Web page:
Luxembourg property prices to grow apace, experts say
Real estate prices in Luxembourg have risen by more than 40 per cent since 2009, yet the property market is expected to continue to grow, with supply struggling to meet increasing demand.
Prices in Luxembourg City stand at an average of €6,280 per square metre, exceeding those found in the German financial centre of Frankfurt.
According to a report by real estate experts at PricewaterhouseCoopers Luxembourg (PwC), the country will see a rising demand for accommodation in urban areas and where infrastructure is strong, with the capital attracting a growing number of foreigners – often single or childless couples who, as newcomers, prefer to live close to work.
Residential areas located close to work premises and those connected to infrastructure and the public transportation network "will likely see their prices increase faster than residential properties in regions less well-connected", PwC's report says.
"Based on our predictions, both the office and residential markets are set to continue to grow until 2020, offering good investment opportunities."
Year-to-date statistics collected by Houser.lu, a website that compares and tracks property prices, show that studios tend to be snapped up the quickest in Luxembourg City, after an average of eight weeks, although the two-bedroom flat is still the property type appearing on the market most often.
"There has been a huge increase in prices over the past couple of years," according to Houser.lu co-founder Matti Heikkila.
"Existing properties tend to sell quicker than new builds, and studios sell quite fast."
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Heikkila pointed out that twice as many apartments have been on the market as houses since the company began compiling statistics in 2013, and the trend has shown a steady increase, from a 200 per cent ratio in 2013 to a 240 per cent ratio so far in 2017.
Last year's ratio stood at 230 per cent.
One of the main reasons for the sharp increase in property prices is the rate of demographic growth in the Grand-Duchy.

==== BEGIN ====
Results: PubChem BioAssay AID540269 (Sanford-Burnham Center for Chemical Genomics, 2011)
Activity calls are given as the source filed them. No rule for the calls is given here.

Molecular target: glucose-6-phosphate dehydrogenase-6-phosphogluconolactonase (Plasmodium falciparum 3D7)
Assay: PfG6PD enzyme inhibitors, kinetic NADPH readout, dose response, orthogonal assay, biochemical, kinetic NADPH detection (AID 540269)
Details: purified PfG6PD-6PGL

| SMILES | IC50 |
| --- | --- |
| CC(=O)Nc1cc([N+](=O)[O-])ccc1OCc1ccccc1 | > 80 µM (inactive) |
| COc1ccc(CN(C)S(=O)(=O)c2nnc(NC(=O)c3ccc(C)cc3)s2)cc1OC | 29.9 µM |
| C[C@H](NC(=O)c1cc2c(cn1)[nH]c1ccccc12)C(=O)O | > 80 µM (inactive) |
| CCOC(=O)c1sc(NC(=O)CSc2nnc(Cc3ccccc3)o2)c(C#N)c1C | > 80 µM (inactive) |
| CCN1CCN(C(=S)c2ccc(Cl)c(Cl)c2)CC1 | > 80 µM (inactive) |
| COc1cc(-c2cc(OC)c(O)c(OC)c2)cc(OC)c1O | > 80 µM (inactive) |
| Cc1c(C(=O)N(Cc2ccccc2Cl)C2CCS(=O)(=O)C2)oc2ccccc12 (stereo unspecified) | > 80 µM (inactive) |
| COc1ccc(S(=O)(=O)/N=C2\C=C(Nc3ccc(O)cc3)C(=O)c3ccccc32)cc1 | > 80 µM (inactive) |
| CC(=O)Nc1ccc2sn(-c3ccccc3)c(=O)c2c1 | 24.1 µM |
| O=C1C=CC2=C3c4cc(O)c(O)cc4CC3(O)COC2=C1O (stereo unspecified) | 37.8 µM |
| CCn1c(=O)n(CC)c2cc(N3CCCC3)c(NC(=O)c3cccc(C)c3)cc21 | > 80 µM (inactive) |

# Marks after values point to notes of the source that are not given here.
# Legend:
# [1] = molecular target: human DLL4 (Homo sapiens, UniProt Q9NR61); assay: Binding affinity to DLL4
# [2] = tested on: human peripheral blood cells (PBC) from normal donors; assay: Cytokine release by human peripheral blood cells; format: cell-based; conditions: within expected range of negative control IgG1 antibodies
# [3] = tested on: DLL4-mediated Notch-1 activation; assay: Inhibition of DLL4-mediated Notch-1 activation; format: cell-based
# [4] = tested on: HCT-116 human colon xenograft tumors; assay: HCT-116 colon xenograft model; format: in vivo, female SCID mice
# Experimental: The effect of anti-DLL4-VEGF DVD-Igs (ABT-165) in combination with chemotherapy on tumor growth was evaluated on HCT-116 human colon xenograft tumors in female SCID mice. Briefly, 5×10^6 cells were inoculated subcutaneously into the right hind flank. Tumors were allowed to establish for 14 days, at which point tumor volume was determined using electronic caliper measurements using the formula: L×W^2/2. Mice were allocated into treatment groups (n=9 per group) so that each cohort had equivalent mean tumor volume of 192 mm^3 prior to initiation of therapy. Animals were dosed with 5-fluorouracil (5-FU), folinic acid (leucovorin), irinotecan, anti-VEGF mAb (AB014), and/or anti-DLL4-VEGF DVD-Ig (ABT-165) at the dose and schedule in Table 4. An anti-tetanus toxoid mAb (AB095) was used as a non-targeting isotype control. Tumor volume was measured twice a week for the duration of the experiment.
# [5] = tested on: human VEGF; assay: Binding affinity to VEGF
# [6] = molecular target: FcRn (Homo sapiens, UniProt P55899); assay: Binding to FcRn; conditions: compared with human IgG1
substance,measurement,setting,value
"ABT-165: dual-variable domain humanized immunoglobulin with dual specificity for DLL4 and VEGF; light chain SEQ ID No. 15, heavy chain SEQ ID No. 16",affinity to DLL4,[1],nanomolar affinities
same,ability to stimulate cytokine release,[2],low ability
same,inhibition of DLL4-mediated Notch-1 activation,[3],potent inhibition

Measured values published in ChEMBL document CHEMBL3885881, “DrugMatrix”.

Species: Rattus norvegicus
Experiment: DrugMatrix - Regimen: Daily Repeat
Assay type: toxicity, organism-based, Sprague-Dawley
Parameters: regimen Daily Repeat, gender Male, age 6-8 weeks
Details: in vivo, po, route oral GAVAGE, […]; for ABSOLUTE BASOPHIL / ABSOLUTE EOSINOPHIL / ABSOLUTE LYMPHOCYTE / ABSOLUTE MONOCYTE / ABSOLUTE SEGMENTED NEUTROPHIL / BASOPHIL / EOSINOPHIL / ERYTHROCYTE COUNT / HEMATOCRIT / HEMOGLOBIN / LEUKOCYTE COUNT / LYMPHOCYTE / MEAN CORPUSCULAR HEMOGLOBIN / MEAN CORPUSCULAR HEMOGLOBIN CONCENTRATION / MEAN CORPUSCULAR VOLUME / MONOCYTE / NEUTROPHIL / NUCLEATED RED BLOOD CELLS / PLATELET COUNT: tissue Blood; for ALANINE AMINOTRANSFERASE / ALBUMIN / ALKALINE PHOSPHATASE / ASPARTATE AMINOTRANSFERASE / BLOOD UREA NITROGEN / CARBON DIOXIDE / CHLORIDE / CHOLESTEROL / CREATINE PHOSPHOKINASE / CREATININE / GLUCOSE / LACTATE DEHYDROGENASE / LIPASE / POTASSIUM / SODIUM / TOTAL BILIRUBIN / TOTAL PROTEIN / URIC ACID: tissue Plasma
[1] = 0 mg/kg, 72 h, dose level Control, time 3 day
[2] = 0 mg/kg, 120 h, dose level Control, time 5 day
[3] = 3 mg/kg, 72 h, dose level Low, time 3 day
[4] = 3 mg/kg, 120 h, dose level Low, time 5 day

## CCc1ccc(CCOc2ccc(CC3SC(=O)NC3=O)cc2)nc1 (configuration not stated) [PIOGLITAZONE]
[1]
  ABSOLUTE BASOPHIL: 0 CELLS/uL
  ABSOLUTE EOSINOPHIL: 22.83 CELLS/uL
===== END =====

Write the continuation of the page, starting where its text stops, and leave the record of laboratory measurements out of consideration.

The United Nations predicts Luxembourg's population will reach 700,000 between 2045 and 2050 from the current 590,667.
Despite widespread construction across the country, however, supply is still not on target to meet demand.
"Around 5,000 dwellings should be built every year just to meet the new demand," said Julien Licheron, researcher at Luxembourg Institute of Socio-Economic Research (LISER) for the Housing Observatory.
"From around 2000, there has been, on average, around 2,600 dwellings built each year. And there are also dwellings that need to be replaced.
"The increase in housing prices is fuelled by the increase in demand. The gap between supply and demand is not closing enough, and this is a long-term problem."
For many years, demographic growth remained stable. Since 2009, however, Luxembourg has experienced a 2.5 per cent annual increase in population, with around 13,000 new inhabitants each year.
Licheron said the steepest price increases had been in Luxembourg City and its surrounding areas, particularly in some parts of the south, east and north, where infrastructure has improved access to the city.
He also highlighted a shift in demand from houses to apartments, although he emphasised that availability in urban areas was driving the trend, as opposed to the need for smaller accommodation, as the average size is often similar.
"In the 1970s and 1980s, half of the construction was for individual houses," he said. "Now, around two-thirds of construction is apartments and only one-third houses."
Expectations for 2020
PwC's analysts expect the residential market to grow by nearly 50 per cent and the office market by almost 60 per cent between 2012 and 2020.
"Although hit by the global financial crisis, both the office and residential markets are now again offering many interesting investment opportunities," it says in its report.
By 2020, the residential market is expected to reach €158 billion. Analysts estimate the total value of the office market to reach around €32 billion by 2020 and say Luxembourg will face a shortage of office properties.
More apartments are expected to be built than houses, and, with the influx of institutional investors and high-net-worth individuals, new investors will be making their way to the country.
PwC says the country will have to "develop its land-use strategy", both in terms of "future dwelling location and for infrastructure development" to account for the surge in population.
(Heledd Pritchard, email@example.com, +352 49 93 459)